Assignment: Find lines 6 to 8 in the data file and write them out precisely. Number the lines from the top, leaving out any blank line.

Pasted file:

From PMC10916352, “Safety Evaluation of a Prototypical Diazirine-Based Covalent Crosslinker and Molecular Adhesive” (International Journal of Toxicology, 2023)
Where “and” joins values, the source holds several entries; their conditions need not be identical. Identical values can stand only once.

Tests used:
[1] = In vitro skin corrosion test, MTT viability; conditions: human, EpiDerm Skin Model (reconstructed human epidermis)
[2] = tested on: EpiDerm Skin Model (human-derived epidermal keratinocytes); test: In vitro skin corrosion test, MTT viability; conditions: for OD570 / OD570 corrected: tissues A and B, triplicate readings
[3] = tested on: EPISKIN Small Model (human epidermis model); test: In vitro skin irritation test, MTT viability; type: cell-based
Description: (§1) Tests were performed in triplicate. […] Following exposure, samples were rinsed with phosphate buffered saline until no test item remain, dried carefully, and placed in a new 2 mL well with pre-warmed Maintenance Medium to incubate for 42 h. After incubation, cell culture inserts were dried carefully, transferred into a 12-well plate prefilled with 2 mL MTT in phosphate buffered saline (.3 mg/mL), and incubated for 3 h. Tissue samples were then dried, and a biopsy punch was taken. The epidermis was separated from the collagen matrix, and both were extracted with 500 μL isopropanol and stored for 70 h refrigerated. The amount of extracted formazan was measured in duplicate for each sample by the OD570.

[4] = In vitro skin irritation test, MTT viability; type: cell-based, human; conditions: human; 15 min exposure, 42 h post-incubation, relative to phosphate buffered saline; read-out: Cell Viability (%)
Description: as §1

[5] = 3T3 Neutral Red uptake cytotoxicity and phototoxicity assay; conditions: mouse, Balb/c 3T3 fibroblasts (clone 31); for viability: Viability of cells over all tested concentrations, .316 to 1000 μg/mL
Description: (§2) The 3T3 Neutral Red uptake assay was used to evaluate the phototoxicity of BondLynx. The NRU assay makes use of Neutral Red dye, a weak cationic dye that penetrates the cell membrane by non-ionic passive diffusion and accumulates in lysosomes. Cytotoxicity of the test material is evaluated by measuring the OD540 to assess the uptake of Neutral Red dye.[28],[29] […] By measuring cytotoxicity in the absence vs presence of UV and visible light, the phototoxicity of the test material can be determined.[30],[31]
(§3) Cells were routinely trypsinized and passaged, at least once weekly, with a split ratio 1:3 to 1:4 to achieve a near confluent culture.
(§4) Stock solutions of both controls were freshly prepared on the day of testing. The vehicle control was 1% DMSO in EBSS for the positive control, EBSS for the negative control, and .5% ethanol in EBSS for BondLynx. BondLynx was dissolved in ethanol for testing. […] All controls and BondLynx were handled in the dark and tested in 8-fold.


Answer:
[3] = tested on: EPISKIN Small Model (human epidermis model); test: In vitro skin irritation test, MTT viability; type: cell-based
Description: (§1) Tests were performed in triplicate. […] Following exposure, samples were rinsed with phosphate buffered saline until no test item remain, dried carefully, and placed in a new 2 mL well with pre-warmed Maintenance Medium to incubate for 42 h. After incubation, cell culture inserts were dried carefully, transferred into a 12-well plate prefilled with 2 mL MTT in phosphate buffered saline (.3 mg/mL), and incubated for 3 h. Tissue samples were then dried, and a biopsy punch was taken. The epidermis was separated from the collagen matrix, and both were extracted with 500 μL isopropanol and stored for 70 h refrigerated. The amount of extracted formazan was measured in duplicate for each sample by the OD570.

[4] = In vitro skin irritation test, MTT viability; type: cell-based, human; conditions: human; 15 min exposure, 42 h post-incubation, relative to phosphate buffered saline; read-out: Cell Viability (%)